Computing Profession Viewpoint

Computational Social Science ≠ Computer Science + Social Data

The important intersection of computer science and social science.
  1. Introduction
  2. Goals
  3. Models
  4. Data
  5. Challenges
  6. Conclusion
  7. References
  8. Author
  9. Footnotes
Computational Social Science, illustration

This viewpoint is about differences between computer science and social science, and their implications for computational social science. Spoiler alert: The punchline is simple. Despite all the hype, machine learning is not a be-all and end-all solution. We still need social scientists if we are going to use machine learning to study social phenomena in a responsible and ethical manner.

I am a machine learning researcher by training. That said, my recent work has been pretty far from traditional machine learning. Instead, my focus has been on computational social science—the study of social phenomena using digitized information and computational and statistical methods.

For example, imagine you want to know how much activity on websites such as Amazon or Netflix is caused by recommendations versus other factors. To answer this question, you might develop a statistical model for estimating causal effects from observational data such as the numbers of recommendation-based visits and numbers of total visits to individual product or movie pages over time.9

Alternatively, imagine you are interested in explaining when and why senators’ voting patterns on particular issues deviate from what would be expected from their party affiliations and ideologies. To answer this question, you might model a set of issue-based adjustments to each senator’s ideological position using their congressional voting history and the corresponding bill text.4,8

Finally, imagine you want to study the faculty hiring system in the U.S. to determine whether there is evidence of a hierarchy reflective of systematic social inequality. Here, you might model the dynamics of hiring relationships between universities over time using the placements of thousands of tenure-track faculty.3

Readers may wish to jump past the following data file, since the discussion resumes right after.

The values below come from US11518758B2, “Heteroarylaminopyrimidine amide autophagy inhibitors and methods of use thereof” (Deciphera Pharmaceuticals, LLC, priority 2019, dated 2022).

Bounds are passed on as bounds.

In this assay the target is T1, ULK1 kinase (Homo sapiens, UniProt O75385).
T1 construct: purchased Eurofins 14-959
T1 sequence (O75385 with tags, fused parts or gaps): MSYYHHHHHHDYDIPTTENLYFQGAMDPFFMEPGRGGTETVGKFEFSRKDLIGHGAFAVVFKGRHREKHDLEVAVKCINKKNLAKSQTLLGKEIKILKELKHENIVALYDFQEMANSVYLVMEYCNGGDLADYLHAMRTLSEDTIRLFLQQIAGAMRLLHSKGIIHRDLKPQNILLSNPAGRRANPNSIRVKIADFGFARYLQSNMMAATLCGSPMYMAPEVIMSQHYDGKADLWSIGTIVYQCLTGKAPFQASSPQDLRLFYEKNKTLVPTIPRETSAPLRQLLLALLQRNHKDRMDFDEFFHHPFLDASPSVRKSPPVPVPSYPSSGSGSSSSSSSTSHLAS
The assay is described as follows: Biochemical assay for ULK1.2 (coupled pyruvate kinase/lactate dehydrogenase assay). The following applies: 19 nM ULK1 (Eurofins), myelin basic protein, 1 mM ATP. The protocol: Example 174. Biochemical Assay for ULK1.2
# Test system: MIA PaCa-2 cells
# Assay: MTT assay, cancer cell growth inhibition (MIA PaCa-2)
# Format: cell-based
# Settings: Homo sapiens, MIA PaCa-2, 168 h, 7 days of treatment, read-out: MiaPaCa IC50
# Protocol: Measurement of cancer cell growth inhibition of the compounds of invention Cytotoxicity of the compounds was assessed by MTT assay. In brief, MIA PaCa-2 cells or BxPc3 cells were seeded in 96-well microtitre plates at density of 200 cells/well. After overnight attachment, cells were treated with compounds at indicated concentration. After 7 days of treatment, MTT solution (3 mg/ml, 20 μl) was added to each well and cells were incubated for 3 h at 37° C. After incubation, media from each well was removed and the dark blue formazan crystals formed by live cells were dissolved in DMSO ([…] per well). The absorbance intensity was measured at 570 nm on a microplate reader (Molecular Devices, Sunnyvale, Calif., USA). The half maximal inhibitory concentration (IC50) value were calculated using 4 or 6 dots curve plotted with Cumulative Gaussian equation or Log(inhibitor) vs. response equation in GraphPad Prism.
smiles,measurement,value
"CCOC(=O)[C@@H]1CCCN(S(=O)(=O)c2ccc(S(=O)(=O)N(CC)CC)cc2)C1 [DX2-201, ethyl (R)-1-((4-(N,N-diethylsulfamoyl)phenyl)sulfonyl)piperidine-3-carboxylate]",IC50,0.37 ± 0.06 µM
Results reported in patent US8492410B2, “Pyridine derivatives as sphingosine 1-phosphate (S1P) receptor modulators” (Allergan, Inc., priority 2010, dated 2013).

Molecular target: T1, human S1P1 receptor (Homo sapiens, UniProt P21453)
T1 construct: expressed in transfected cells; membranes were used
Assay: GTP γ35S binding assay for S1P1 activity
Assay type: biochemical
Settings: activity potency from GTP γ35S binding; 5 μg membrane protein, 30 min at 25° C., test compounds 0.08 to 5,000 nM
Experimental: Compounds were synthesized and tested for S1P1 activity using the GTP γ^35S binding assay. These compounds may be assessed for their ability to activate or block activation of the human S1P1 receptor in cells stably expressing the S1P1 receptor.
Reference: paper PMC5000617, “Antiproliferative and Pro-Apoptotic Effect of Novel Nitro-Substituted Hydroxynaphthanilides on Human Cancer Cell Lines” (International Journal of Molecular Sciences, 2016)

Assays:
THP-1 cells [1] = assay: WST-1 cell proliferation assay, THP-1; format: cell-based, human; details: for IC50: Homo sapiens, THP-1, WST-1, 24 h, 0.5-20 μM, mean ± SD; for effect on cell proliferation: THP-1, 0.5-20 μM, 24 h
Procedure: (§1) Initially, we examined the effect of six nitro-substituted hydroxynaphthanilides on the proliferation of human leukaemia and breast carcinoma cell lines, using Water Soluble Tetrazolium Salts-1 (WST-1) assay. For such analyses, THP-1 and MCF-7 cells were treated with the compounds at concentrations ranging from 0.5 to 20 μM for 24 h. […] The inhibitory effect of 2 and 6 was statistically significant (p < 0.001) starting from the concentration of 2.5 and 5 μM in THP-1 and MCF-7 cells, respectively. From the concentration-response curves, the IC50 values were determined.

Unsurprisingly, tackling these kinds of questions requires an interdisciplinary approach—and, indeed, computational social science sits at the intersection of computer science, statistics, and social science.

For me, shifting away from traditional machine learning and into this interdisciplinary space has meant that I have needed to think outside the algorithmic black boxes often associated with machine learning, focusing instead on the opportunities and challenges involved in developing and using machine learning methods to analyze real-world data about society.

This Viewpoint constitutes a reflection on these opportunities and challenges. I structure my discussion here around three points—goals, models, and data—before explaining how machine learning for social science therefore differs from machine learning for other applications.

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When I first started working in computational social science, I kept overhearing conversations between computer scientists and social scientists that involved sentences like, "I don’t get it—how is that even research?" And I could not understand why. But then I found this quote by Gary King and Dan Hopkins—two political scientists—that, I think, really captures the heart of this disconnect: "[C]omputer scientists may be interested in finding the needle in the haystack—such as […] the right Web page to display from a search—but social scientists are more commonly interested in characterizing the haystack."6

In other words, the conversations I kept overhearing were occurring because the goals typically pursued by computer scientists and social scientists fall into two very different categories.

The goals typically pursued by computer scientists and social scientists fall into two very different categories.

The first category is prediction. Prediction is all about using observed data to reason about missing information or future, yet-to-be-observed data. To use King and Hopkins’ terminology, these are "finding the needle" tasks. In general, it is computer scientists and decision makers who are most interested in them. Sure enough, machine learning has traditionally focused on prediction tasks—such as classifying images, recognizing handwriting, and playing games like chess and Go.